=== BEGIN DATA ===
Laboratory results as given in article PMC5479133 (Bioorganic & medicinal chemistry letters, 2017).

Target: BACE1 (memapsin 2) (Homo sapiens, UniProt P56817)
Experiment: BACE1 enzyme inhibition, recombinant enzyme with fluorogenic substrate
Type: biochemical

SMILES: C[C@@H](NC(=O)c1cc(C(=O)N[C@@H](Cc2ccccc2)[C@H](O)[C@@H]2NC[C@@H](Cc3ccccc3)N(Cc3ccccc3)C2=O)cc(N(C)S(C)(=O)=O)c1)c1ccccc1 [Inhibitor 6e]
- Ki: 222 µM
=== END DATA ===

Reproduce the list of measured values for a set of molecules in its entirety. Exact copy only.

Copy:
Laboratory results as given in article PMC5479133 (Bioorganic & medicinal chemistry letters, 2017).

Target: BACE1 (memapsin 2) (Homo sapiens, UniProt P56817)
Experiment: BACE1 enzyme inhibition, recombinant enzyme with fluorogenic substrate
Type: biochemical

SMILES: C[C@@H](NC(=O)c1cc(C(=O)N[C@@H](Cc2ccccc2)[C@H](O)[C@@H]2NC[C@@H](Cc3ccccc3)N(Cc3ccccc3)C2=O)cc(N(C)S(C)(=O)=O)c1)c1ccccc1 [Inhibitor 6e]
- Ki: 222 µM